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Content tagged with "spring wildflower"

Photo of a celestial lily, with insects visiting the flower.

Celestial Lily (Prairie Pleatleaf Iris)

Bees, flies, and other insects gather nectar from the flowers, pollinating them in the process. Celestial lily is not common but is sometimes found in large colonies on glades in the shade of eastern red cedars or Ashe’s junipers.

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Photo of Chinese yam showing leaves and bulbils

Chinese Yam

Dioscorea oppositifolia (sometimes called D. batatas)
Similar to kudzu, Chinese yam is an aggressive vine that overtakes nearly everything within reach that stands still long enough! Learn more about this invasive plant—and please don’t plant it!

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Photo of Chinese yam showing leaves and bulbils

Chinese Yam (Bulbils and Leaves)

New vines quickly sprout from the bulbils of Chinese yam. These drop off the vine and are carried to new locations by water or rodents or in topsoil moved for construction purposes. Even a small piece of a bulbil will sprout into a new vine, the way a small piece of a potato can create a new plant. The bulbils can overwinter and form new vines in spring.

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Photo of Chinese yam vine showing bulbils

Chinese Yam (Bulbils)

Although Chinese yam is not known to produce seed in the United States, it produces bulbils, which resemble tiny Irish potatoes and are not technically fruits, in the leaf axils.

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Photo of a pair of Chinese yam leaves

Chinese Yam (Leaves)

The leaves of Chinese yam are usually opposite (sometimes alternate toward branch tips), green, with 7-9 parallel veins, fiddle-shaped or heart-shaped, with pointed tip and two lobes near the base of the leaf.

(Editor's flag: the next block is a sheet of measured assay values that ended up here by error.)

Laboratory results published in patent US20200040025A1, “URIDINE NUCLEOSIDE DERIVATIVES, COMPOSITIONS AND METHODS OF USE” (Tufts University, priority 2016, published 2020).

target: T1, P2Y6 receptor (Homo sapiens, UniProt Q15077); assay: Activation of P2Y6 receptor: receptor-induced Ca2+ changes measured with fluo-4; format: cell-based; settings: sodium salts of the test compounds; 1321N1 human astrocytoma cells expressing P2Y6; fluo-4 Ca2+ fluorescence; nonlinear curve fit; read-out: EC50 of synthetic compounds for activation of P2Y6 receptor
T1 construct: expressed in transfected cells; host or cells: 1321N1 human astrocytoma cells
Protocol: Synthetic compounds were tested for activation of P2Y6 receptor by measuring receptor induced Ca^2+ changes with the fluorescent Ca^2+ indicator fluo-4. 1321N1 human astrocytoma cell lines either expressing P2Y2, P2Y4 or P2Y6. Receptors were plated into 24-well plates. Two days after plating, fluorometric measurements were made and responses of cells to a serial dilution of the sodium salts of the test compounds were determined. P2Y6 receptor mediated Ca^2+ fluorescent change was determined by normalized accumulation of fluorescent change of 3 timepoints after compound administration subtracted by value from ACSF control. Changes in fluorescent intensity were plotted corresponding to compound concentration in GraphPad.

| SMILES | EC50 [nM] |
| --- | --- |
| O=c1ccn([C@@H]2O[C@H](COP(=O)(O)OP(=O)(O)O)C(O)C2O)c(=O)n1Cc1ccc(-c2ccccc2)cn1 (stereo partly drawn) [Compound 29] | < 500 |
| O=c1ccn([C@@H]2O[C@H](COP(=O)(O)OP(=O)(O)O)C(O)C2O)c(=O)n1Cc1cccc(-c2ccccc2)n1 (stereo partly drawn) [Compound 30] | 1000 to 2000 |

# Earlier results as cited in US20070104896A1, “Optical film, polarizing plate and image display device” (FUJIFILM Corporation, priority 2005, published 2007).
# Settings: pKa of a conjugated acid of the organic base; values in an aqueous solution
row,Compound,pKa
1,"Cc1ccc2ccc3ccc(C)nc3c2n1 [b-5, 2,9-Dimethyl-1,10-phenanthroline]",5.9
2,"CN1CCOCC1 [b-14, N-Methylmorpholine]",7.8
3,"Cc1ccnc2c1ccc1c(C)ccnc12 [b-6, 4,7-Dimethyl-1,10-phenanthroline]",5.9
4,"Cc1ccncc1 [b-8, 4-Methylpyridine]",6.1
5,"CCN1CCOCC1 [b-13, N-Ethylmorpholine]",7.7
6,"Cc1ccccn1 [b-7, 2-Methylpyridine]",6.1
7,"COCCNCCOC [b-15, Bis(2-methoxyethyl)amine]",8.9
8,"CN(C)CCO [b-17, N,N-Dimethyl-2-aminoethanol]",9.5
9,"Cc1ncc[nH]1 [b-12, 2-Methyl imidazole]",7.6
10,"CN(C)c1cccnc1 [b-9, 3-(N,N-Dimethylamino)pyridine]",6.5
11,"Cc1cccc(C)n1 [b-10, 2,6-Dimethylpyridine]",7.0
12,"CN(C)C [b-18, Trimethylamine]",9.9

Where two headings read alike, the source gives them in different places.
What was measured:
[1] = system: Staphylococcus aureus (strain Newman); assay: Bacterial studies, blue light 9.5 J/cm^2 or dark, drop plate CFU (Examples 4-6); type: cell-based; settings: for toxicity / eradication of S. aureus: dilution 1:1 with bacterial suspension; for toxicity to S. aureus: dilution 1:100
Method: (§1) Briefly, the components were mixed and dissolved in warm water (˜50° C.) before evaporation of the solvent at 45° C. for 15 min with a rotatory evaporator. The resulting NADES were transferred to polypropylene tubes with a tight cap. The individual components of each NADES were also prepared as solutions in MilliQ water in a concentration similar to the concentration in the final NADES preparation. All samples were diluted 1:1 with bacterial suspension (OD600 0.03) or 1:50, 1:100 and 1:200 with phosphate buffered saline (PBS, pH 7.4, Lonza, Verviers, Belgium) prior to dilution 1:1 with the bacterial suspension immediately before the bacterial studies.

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Photo of Chinese yam plant showing young foliage

Chinese Yam (New Growth)

The new growth of Chinese yam often has a reddish coloration at the base of the leaves.

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Photo of large mound of Chinese yam vines

Chinese Yam Infestation

Similar to kudzu, Chinese yam is an aggressive vine that overtakes nearly everything within reach that stands still long enough! Learn more about this invasive plant—and please don’t plant it!

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Photo of clasping Venus' looking glass, a blue wildflower

Clasping Venus’ Looking Glass

Clasping Venus' looking glass is a single-stemmed plant with purple or blue star-shaped flowers and bluntly toothed, alternate leaves that clasp the stem. It's scattered statewide in a variety of habitats and blooms May-June.

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Photo of clasping Venus' looking glass, a blue wildflower

Clasping Venus’ Looking Glass

Triodanis perfoliata (formerly Specularia perfoliata)
Clasping Venus' looking glass is a single-stemmed plant with purple or blue star-shaped flowers and bluntly toothed, alternate leaves that clasp the stem. It's scattered statewide in a variety of habitats and blooms May-June.

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Photo of cleavers plants showing stalks with flower clusters

Cleavers (Bedstraw; Goose Grass)

Cleavers is called “bedstraw” because early settlers used the dried, lightweight, pleasantly aromatic “straw” to fill bedding. When dried and roasted, the fruits have been used as a coffee substitute; it is said to be one of the better-tasting coffee substitutes from North America.

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